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addition, satellites have a data-collection system (DCS) that relays data on numerous environmental variables from ground platforms or ocean buoys to processing centres; GOES can also transmit processed satellite images in facsimile, and the NOAA polar orbiters have an automatic picture transmission (APT) system that is used at about 1000 stations worldwide.

D NUMERICAL WEATHER PREDICTION General circulation models of all kinds are also applied operationally to the day-to-day prediction of weather at centres around the world. Modern weather forecasting did not become possible until weather information could be collected, assembled and processed rapidly. The first development came in the mid-nineteenth century with the invention of telegraphy, which permitted immediate analysis of weather data by the drawing of synoptic charts. These were first displayed in Britain at the Great Exhibition of 1851. Severe storm events and loss of life and property prompted the development of weather forecasting in Britain and North America in the 1860s to 1870s. Sequences of weather change were correlated with barometric pressure patterns in both space and time by such workers as Fitzroy and Abercromby, but it was not until later that theoretical models of weather systems were devised, notably the Bjerknes’ depression model (see Figure 9.7). Forecasts are usually referred to as short-range (up to approximately three days), medium-range (up to approximately fourteen days) and long-range (monthly or seasonal) outlooks. For present purposes, the first two can be considered together as their methodology is similar, and because of increasing computing power they are becoming less distinguishable as separate types of forecast.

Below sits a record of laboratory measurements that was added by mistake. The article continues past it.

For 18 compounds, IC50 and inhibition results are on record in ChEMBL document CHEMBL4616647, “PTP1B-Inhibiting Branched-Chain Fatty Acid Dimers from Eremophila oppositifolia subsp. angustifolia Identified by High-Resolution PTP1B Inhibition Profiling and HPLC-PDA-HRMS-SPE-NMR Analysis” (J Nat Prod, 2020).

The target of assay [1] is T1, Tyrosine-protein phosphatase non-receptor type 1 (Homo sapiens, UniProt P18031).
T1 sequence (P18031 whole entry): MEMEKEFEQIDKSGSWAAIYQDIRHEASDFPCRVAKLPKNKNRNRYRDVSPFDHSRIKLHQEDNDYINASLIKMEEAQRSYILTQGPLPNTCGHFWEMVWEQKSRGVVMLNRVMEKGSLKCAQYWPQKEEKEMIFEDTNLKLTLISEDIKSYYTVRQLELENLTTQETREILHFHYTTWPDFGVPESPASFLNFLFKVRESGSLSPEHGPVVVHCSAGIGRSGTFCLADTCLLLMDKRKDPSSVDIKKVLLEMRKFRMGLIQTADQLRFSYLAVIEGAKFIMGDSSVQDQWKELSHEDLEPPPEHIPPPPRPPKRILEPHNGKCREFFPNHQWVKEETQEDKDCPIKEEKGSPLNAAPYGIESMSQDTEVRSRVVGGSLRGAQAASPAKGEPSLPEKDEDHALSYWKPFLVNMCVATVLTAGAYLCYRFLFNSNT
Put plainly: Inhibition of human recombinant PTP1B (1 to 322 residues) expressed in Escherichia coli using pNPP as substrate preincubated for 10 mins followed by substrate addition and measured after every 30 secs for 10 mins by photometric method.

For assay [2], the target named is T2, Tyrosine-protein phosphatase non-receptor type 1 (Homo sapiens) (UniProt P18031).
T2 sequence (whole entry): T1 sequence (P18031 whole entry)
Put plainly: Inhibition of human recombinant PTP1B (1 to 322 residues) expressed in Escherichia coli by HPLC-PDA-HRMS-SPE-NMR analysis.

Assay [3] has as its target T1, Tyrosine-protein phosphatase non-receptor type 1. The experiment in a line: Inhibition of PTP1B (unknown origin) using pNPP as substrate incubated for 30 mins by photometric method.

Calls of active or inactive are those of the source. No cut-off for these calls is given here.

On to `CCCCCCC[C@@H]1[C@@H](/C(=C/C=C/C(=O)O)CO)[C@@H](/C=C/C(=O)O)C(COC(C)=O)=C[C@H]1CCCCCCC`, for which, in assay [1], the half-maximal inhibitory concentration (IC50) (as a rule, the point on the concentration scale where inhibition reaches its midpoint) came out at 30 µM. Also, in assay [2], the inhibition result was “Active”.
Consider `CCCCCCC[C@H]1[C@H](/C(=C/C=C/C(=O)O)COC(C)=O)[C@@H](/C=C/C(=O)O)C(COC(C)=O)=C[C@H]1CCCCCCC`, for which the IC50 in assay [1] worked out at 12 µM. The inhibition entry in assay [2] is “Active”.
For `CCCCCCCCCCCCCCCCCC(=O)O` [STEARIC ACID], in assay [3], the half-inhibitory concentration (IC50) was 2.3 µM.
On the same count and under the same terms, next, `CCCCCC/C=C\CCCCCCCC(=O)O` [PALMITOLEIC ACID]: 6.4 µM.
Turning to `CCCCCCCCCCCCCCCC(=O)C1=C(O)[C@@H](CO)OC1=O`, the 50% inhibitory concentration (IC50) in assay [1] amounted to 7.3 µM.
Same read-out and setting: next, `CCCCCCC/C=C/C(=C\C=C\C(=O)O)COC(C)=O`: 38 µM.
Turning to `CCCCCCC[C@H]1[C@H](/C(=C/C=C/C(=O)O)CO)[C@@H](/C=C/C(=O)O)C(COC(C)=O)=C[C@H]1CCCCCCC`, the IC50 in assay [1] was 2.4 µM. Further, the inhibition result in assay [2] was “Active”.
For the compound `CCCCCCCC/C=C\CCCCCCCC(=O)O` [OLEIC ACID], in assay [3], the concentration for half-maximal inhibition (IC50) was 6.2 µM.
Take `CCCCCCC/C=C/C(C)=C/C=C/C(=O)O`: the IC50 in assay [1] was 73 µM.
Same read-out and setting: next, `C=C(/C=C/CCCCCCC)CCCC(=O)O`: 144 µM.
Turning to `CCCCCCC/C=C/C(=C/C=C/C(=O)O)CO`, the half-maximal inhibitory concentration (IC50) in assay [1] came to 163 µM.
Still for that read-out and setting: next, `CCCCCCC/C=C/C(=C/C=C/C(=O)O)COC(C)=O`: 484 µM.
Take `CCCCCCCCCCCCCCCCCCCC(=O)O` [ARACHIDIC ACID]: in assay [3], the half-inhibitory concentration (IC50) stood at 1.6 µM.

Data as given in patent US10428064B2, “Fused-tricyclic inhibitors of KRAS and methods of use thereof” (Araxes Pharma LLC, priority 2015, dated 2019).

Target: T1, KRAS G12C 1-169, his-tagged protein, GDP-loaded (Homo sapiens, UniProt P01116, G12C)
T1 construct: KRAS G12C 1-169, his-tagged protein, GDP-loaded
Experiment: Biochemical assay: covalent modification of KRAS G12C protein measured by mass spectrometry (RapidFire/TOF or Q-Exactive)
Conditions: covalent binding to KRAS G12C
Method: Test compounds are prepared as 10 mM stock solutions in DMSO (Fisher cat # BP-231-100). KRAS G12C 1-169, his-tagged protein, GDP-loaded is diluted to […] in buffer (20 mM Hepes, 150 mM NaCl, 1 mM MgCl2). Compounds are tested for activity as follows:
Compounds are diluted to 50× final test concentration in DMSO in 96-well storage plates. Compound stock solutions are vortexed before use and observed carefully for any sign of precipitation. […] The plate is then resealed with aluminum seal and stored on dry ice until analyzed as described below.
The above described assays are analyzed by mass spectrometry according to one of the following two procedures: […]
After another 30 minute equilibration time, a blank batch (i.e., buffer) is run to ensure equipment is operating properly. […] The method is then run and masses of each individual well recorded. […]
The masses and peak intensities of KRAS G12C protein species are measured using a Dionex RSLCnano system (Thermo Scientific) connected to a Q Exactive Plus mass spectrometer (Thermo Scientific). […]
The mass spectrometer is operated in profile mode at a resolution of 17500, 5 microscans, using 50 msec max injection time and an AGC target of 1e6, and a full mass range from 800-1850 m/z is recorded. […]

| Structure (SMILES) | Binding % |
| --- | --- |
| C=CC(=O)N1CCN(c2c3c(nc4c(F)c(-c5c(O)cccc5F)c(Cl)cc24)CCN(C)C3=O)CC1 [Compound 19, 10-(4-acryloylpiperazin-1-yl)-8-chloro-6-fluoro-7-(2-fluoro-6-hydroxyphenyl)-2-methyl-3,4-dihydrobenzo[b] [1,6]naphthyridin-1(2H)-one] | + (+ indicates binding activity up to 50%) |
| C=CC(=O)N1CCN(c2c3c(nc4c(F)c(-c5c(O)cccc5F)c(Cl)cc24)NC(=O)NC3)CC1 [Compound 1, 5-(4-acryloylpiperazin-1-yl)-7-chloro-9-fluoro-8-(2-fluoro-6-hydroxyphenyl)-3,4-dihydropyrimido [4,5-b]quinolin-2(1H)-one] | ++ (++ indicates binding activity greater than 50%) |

1 Short- and medium-range forecasting During the first half of the twentieth century, short-range forecasts were based on synoptic principles, empirical rules and extrapolation of pressure changes. The Bjerknes’ model of cyclone development for middle latitudes and simple concepts of tropical weather (see Chapter 11) served as the basic tools of the forecaster. The relationship between the development of surface lows and highs and the upper-air circulation was worked out during the 1940s and 1950s by C-G. Rossby, R.C. 170